with a “pay as you go” service. Your first 10GB of data is always free per month. There is an automatic $4 charge per month to use the service and essentially “reserve” your space with Jungle Disk. After that first 10GB, each GB is $.15. The biggest plus to Jungle Disk is you are paying for compressed backups (it will backup all of your files, then compress them on their servers). So there is a bit of math that is needed. For example, if you have 250GB of data you want backed up, $4 for the server plus 240GB worth of data (roughly $36 but we’ll shave off six for compression rates) giving you a total of $34 per month.
While this is significantly more pricey than Carbonite, you get automatic backups of all of your files (video included) as well as automatic 256-bit encryption, no setup required. Jungle Disk also allows network drive, external drive, and no max file size for backups. So depending on which way you’d like to go, Jungle Disk actually may be the route to go. Jungle Disk even has iOS and Android support for tablets and phones. Another plus? If you have your own Amazon S3 account, you can use THAT as your backup.
I know this isn’t a traditional option as it’s simple online storage but this service can also be used for Backing up your files as well. I have personally setup business clients with this option and it worked pretty seamlessly. Pricing is simple. Dropbox has three options that begin with Free (who doesn’t like free? That was rhetorical but if you raised your hand, you’re a liar) which gives you 2GB free. For anyone with a personal computer that is newer than 1996, this will not be sufficient. The Dropbox Pro is pretty standard. For $99/year, you can pick up 1TB of online storage. The best part of Dropbox is that your files are stored locally on your computer (and any other device you install dropbox on).
This allows for your files to be accessed with the speed of having them right on your drive, but also having them in the cloud for easy access on mobile and tablet devices. Dropbox Pro also allows for 30 days of backups of files. This is EXTREMELY handy when you run across accidentally deleted files or a virus infection. But my recommendation goes a tad farther than that (with good reason). Dropbox Pro with Extended Versioning was a life saver for at least 3 of my clients last year alone. As I stated on a Facebook Live video recently, ransomware is becoming more and more prevalent and having versioning is absolutely imperative. Adding this feature is only $49/year for a total of $150/year.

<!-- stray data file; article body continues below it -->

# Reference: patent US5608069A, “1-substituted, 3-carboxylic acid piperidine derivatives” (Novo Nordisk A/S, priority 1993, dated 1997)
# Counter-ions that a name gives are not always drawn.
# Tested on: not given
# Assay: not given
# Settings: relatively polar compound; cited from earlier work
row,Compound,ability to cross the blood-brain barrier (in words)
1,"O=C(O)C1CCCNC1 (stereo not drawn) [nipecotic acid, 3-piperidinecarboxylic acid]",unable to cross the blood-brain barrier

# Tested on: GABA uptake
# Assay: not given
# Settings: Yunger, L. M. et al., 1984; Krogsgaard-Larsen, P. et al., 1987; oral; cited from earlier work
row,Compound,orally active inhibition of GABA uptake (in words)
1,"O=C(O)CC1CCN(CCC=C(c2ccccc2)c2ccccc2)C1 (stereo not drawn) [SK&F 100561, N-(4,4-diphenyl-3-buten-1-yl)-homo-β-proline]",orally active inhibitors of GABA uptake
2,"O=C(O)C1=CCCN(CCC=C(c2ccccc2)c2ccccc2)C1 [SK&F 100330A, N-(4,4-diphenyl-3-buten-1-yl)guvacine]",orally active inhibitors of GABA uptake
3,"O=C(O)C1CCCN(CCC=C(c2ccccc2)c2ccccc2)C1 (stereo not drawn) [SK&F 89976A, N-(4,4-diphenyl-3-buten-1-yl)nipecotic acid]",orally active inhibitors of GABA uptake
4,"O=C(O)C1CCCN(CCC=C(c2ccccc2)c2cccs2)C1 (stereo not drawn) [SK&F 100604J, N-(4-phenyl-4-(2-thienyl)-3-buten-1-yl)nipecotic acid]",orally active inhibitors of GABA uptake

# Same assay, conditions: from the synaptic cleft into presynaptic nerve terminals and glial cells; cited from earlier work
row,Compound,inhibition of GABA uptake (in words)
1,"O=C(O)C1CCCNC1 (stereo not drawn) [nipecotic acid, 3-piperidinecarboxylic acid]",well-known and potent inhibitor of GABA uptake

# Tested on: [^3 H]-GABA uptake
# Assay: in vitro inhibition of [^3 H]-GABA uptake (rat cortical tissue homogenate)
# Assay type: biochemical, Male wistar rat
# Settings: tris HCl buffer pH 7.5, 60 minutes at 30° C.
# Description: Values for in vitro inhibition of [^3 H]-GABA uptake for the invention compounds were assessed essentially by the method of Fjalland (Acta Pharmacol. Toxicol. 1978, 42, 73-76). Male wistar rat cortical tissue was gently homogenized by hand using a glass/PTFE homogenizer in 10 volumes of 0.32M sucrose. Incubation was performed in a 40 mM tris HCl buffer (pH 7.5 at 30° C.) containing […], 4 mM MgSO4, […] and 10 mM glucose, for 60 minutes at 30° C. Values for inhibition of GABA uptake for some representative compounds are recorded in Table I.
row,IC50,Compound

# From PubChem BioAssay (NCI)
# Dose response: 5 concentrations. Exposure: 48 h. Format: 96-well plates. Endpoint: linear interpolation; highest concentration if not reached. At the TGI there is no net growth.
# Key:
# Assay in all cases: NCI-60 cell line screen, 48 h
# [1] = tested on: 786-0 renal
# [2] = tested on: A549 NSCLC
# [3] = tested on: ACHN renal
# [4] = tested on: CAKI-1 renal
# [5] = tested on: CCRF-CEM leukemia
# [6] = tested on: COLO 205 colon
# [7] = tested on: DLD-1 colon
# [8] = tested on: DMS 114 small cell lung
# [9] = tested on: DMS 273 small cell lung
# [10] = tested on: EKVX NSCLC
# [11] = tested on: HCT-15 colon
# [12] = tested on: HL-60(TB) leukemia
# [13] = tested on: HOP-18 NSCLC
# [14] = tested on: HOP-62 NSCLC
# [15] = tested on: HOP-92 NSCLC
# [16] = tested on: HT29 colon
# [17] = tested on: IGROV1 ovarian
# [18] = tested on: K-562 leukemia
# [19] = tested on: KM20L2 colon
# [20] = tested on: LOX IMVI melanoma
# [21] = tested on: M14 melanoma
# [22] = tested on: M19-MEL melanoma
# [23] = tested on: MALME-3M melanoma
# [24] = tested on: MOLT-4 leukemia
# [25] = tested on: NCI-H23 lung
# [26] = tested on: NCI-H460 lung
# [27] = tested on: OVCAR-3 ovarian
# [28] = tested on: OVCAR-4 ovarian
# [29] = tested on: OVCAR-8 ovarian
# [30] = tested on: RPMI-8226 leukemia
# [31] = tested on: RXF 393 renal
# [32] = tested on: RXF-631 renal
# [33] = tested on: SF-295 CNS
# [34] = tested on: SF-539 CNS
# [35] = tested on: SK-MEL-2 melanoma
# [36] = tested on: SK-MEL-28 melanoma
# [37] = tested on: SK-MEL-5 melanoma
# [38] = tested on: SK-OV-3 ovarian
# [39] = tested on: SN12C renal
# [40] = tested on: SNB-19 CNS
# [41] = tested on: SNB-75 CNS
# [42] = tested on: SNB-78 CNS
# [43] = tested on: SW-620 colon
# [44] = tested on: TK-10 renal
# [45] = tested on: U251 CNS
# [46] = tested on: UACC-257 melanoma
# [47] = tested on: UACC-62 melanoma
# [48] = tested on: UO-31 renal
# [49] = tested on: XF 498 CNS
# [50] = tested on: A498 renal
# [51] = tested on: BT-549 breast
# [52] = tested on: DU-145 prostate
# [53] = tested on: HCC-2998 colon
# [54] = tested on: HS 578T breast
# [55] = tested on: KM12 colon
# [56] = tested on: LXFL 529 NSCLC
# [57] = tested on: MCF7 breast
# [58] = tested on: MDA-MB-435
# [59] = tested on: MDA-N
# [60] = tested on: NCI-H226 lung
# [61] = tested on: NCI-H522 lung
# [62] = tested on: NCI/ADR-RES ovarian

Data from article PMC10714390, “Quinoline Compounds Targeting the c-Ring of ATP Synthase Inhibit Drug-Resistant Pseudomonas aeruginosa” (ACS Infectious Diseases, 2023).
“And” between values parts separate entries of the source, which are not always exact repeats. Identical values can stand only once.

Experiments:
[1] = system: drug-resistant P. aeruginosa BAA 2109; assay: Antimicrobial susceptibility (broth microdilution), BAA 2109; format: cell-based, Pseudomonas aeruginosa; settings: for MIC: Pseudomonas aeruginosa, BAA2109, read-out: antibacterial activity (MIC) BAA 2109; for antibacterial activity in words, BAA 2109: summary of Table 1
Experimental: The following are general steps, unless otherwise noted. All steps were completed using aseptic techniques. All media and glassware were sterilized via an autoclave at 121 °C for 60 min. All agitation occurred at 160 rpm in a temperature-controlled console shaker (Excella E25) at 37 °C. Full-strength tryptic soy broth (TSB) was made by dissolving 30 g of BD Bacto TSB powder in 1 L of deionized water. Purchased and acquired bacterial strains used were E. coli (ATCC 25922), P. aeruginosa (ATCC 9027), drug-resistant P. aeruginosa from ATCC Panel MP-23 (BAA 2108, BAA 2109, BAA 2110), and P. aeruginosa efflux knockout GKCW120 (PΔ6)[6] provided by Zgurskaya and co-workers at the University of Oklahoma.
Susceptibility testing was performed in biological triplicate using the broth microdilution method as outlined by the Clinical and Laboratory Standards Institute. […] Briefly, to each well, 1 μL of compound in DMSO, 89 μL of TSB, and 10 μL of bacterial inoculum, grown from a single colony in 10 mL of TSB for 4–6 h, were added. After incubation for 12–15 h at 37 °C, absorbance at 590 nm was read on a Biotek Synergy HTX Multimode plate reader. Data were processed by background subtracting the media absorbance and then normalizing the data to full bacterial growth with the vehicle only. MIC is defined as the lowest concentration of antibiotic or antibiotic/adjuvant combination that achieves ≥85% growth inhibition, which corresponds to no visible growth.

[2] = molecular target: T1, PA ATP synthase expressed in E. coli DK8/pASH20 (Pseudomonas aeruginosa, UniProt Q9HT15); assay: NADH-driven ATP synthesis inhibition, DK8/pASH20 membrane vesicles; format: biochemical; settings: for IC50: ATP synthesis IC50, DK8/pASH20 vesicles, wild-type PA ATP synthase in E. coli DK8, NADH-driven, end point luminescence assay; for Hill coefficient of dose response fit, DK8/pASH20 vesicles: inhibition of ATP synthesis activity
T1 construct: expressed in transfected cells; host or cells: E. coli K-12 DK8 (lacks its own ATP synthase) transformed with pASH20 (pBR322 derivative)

My recommendation? Dropbox Pro with Extended Versioning. With Dropbox, it gives you encryption on your file uploads at 128-bit and it is then stored on their servers at 256-bit encryption for extra protection. File recovery is simple and their dashboard is easy to use. Setup is a cinch, as well.
Overall, the above three options are services I’ve used in the past, relatively easy to setup, and all have been around long enough to for me to believe that they are not going anywhere any time soon.
All solutions above also work for Mac users and even though iCloud can be a useful tool, it also can be a little stubborn (or as I explain it, more stubborn than Olivia was on The Cosby Show… that is an obscure reference but you get my meaning) when trying to work with Microsoft Products. Below I’ve added in a video of a Facebook Live chat I had speaking candidly about the above. If you would like help setting up your backup solutions, drop me a line and I can help you get setup. Until next time!